A birth cohort effect has been observed in recent family studies: There is an increasing incidence of affective illness among persons born more recently. The cohort effect appears to be true for schizoaffective, bipolar, and unipolar illness. The cohort effect is also true among relatives, who are at greater risk than the general population; that is, we are now seeing an increased manifestation of illness among vulnerable persons or (if vulnerability is a single locus defect) greater penetrance. A series of neuropsychiatric conditions has been shown to be related to expansion of short repeated sequences within genes as they are passed from one generation to the next (eg, expanded trinonucleotide repeats). This type of gene expansion may be associated with anticipation (increased severity or earlier onset in younger generations). Anticipation might cause an apparent cohort effect.
Twin studies show consistent evidence for heritability (Table 6-3). On average, MZ twin pairs show concordance 65% of the time, and DZ twin pairs show concordance 14% of the time.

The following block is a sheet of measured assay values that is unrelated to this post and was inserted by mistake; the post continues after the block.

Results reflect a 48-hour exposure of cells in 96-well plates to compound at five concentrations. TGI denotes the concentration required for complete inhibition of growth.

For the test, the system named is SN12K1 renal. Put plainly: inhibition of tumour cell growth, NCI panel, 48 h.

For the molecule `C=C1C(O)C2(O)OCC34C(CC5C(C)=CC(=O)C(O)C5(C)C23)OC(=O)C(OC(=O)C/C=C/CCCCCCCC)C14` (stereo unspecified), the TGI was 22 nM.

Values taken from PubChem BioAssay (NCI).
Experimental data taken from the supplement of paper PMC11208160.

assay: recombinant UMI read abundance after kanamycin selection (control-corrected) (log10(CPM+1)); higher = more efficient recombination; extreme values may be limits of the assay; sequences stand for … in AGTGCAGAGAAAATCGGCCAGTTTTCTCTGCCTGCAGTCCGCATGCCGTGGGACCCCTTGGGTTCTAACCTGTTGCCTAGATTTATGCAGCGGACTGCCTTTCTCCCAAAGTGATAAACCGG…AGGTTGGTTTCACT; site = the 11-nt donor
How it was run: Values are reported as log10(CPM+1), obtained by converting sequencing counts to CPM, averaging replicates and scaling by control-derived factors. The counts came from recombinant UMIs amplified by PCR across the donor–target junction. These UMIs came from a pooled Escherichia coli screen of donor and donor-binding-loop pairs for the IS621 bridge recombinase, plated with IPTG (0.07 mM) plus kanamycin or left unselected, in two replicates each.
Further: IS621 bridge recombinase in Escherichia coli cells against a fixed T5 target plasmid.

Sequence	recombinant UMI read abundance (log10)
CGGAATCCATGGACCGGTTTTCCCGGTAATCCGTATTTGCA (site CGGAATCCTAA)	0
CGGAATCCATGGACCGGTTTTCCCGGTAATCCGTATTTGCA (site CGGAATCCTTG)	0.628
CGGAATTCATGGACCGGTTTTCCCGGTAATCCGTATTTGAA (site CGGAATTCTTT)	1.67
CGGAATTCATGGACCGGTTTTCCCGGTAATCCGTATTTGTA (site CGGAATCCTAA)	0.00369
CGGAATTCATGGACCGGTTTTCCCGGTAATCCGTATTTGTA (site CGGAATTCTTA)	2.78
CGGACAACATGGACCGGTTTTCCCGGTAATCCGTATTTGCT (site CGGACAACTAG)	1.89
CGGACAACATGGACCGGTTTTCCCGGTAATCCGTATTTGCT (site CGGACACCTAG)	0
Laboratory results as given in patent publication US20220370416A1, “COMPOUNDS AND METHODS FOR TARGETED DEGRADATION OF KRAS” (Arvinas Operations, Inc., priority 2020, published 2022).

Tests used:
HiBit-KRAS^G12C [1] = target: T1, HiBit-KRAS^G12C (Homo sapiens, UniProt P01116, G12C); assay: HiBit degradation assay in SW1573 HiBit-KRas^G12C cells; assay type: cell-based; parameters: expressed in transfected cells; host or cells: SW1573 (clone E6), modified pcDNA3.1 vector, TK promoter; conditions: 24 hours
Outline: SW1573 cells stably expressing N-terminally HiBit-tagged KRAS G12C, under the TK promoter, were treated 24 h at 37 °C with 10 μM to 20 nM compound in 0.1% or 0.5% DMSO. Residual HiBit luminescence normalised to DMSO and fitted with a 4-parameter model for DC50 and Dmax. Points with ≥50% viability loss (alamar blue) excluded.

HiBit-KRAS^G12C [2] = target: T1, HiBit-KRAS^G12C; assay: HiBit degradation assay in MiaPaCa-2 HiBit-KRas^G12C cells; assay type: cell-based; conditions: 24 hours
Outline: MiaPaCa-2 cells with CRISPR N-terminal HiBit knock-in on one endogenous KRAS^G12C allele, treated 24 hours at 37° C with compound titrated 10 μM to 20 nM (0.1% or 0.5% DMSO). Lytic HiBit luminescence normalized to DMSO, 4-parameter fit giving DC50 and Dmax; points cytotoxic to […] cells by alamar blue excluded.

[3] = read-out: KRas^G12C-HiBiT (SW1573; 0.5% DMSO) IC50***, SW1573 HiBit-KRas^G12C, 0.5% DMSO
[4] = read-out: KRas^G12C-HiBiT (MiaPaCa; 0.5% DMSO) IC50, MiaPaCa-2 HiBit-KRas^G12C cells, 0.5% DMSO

Several adoption studies have focused on affective illness. The results have been generally consistent with genetic hypotheses. In one study, the risk for affective disorder in the biological relatives of bipolar probands was 31% as op-posed to 2% in the relatives of control probands. The risk in biological relatives of adopted bipolar probands was similar to the risk in relatives of bipolar probands who were not adopted away (26%). Adoptive relatives did not show increased risk. Adoption studies that used a broader class of affective probands showed evidence for genetic factors but also possible environmental influences. In some of these studies, adoptive relatives of affective probands had a greater tendency to develop affective illness themselves, compared to the adoptive relatives of control subjects. These data suggest that genetic factors are more prominent in bipolar illness than in other forms of affective illness.